The 1980 US presidential election campaign was characterised by warnings from the Carter White House about the impact of a Reagan presidency. At one point, the Democrats charged that Governor Ronald Reagan was ill-equipped to be President, as he had no experience of negotiating with communists. How then, the White House asked, could Reagan negotiate with the Soviets on national security? At the next campaign press conference, the Governor was duly asked whether or not the White House charge was fair. Did he lack experience of negotiating with communists? Reagan stood at the rostrum, characteristically dropped his head to one side and replied, deadpan: ‘No. As Governor, I’ve been obliged on many an occasion to negotiate with the city of Santa Monica.’ The press conference dissolved in laughter as did the White House claim.
This story returned to me as I stood on the beach at Santa Monica, California. It was 82 degrees in the late Californian winter. The state is gripped by a severe, long-term drought, which recent rains have only eased at the margins. This has caused Governor Jerry Brown to call upon Californians to cut their individual water consumption by a figure of 20 per cent. Good luck.
Water security is one of the issues canvassed at this year’s G’Day USA series of events. At the UCLA campus, Ambassadors Kim Beazley and Jeff Bleich deliver a tour de force in looking at the serious challenges which are emerging. The Mekong River is a case in point. The Mekong, like the Brahmaputra, rises in Tibet. As China has 20 per cent of the world’s population but only 7 per cent of the world’s water, diversions of the head waters not only loom as possible but probable. As Bill Clinton would observe: ‘You do the math.’
Travelling between Los Angeles and Palo Alto up US 101, I make a crucial mistake right at the end of my journey and find myself in east Palo Alto, Ca., hopelessly lost. At the local precinct, two cops — one white and one black — come to my aid but first, as an Australian I’m obliged to answer their questions. ‘Do you guys really throw shrimp on the barbie?’ ‘No’, I explain, we talk about prawns. ‘Now tell us the truth about Foster’s beer.’ The truth is explained to the officers, who then proceed to give me precise directions to my hotel and make me feel more than welcome on their watch.
The West Coast Leadership Dialogue is again convened at Stanford University at Palo Alto. As is often the case, technologies dominate the discussion. Google Glass is present as is the emergence of bitcoin, the global digital currency. Linkedin opens up other topics. One tip for the future is that computers will soon be anticipating the interests and motivations of their human controllers. Stanley Kubrick had worked this out way back in 1968 when he made 2001: A Space Odyssey. It seems it won’t be necessary to ask HAL to open the pod bay door. It will just happen.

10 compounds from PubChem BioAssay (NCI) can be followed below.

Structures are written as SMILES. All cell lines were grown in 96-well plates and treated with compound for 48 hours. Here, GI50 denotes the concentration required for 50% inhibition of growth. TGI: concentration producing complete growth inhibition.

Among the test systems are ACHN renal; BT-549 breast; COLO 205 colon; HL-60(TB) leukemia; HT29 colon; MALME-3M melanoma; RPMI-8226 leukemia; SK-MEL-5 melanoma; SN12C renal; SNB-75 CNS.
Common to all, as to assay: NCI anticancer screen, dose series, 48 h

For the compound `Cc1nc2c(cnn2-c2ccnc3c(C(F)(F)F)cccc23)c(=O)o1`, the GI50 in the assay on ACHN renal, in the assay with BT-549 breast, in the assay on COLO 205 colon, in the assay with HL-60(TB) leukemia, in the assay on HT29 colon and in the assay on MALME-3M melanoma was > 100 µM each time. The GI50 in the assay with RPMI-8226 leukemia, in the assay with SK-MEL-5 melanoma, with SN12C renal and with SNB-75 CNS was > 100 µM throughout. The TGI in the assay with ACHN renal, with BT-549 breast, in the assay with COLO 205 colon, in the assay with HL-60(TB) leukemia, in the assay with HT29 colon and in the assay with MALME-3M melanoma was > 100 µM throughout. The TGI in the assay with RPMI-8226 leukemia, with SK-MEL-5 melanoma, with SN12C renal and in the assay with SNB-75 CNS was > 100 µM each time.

A San Francisco wine store prepares for either a win or a loss as the 49ers face off against the Seattle Seahawks in the NFL playoffs. Sign reads: ‘Champagne: In success you deserve it: In defeat, you need it.’ Regrettably, the 49ers go down to the Seahawks who then go on to New Jersey and beat the Broncos comfortably 43 to 8.
In El Paso, Texas a briefing is provided by Homeland Security on the seven Mexican drug cartels which dominate that country’s drug trade and its traffic into both the United States and, increasingly, around the globe. It is a truly frightening picture. The Zetas are easily the most troubling of the cartels, being largely made up of former members of Mexico’s Special Forces. Police officers are given an alternative: accept either the silver or the lead.
The Dallas Committee on Foreign Relations, which I have been invited to address, is keenly interested in the Australia/US relationship. Lunch is sponsored by Ambassador Tom Schieffer, who was George W. Bush’s Ambassador in Canberra. It is great to exchange views with an informed and hospitable group of Texans.
The George W. Bush Presidential Library at Southern Methodist University in Dallas is worth a visit. While not in the first rank of presidential libraries, some parts of the institution, particularly those concerned with 9/11, are very moving and George and Laura Bush are to be commended, in the tradition of former American Presidents and First Ladies, for devoting themselves to continuing public service, especially on issues of women’s health.
The best reading in America at the moment is Double Down by Mark Halperin and John Heilemann, the authors of Game Change on the 2008 election; and Robert Gates’s memoir Duty. Both offer extraordinary insights into the government of the American republic and the politics of Washington DC. Predictably, Hillary Clinton looms large over American national politics as 2016 approaches with all deliberate speed.
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Stephen Loosley is a former ALP national president and senator.
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